My Day by Eleanor Roosevelt

Text Size: Small Text Normal Text Large Text Larger Text

NEW YORK—In Philadelphia's continuing celebration of the 250th anniversary of Benjamin Franklin's birth, a foreign-born chemist whom I met the other night has been awarded the Franklin Institute's highest honor, the Franklin Medal. His name is Professor Arne Tiselius, a delightful, modest scientist who was the Swedish winner of the 1948 Nobel Prize in chemistry.

At Independence Hall on the same day there was also a ceremony that launched an interesting document, entitled, "A Declaration of Interdependence." This is a small but impressive pamphlet sponsored by the Interdependence Council, Inc., which was formed to develop an increasing sense of "interdependence among all peoples."

Five years of study in many countries of the world have gone into this document which is signed by 1,371 persons in 51 nations. It reaffirms man's dependence on man without regard to religion, color or geographical boundaries.

In the foreword this declaration states "people have the power to help or harm each other. Which shall it be? Nations can live in peace or die in war? Which shall it be? The fate of humanity depends on the feelings of individuals toward one another."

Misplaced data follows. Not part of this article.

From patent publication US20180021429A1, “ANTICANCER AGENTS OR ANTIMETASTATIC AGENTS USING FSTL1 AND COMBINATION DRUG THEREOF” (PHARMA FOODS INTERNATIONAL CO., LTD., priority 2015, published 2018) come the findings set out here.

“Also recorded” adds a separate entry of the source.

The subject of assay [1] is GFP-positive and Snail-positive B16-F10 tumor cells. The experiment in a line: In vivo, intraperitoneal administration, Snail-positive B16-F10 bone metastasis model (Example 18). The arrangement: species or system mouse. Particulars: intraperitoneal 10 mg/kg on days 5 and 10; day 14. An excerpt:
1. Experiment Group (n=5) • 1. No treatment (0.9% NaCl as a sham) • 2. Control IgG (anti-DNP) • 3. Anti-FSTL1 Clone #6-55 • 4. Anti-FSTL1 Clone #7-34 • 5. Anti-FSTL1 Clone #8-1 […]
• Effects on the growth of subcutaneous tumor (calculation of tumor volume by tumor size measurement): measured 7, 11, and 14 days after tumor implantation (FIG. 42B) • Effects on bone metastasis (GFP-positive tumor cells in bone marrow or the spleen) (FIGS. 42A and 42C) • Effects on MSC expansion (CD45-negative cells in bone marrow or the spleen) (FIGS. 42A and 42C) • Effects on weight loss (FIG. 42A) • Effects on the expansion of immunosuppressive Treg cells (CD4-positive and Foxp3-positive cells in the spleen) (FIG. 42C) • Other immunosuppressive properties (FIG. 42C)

And then it says what I think is all important for all of us to remember:

"I am only one. But I am one. I cannot do everything. But I can do something. What I can do I ought to do. What I ought to do I will do."

If all of us lived up to that, we could go a long way, and I think that an organization that has representatives in 51 nations trying to live up to this creed can have some effect on public opinion.

This is not a political organization. It is a people's organization that does not support the foreign policy of any country. It simply presents specific goals toward which those who signed the declaration may strive.

One objective of the declaration is to "develop and maintain mutual trust among individuals of goodwill divided from one another by national frontiers but striving for better human relations."

It may be possible in time for people to think that "superior individuals, not superior force, make a nation respected. Such superior individuals can attain leadership only if the spirit of the Declaration of Interdependence is acted upon with conviction by a nucleus of convinced followers. Such persons may be few, but they are mighty."

This organization may be only a candle lighted in a world which at present seems very dark, to those who would like to see peace and goodwill established. But even a candle is better than no light at all, as many of us have discovered who live in areas where occasionally electric light is cut off for a time.

So I hope that many people will obtain this Declaration of Interdependence and try to live by it.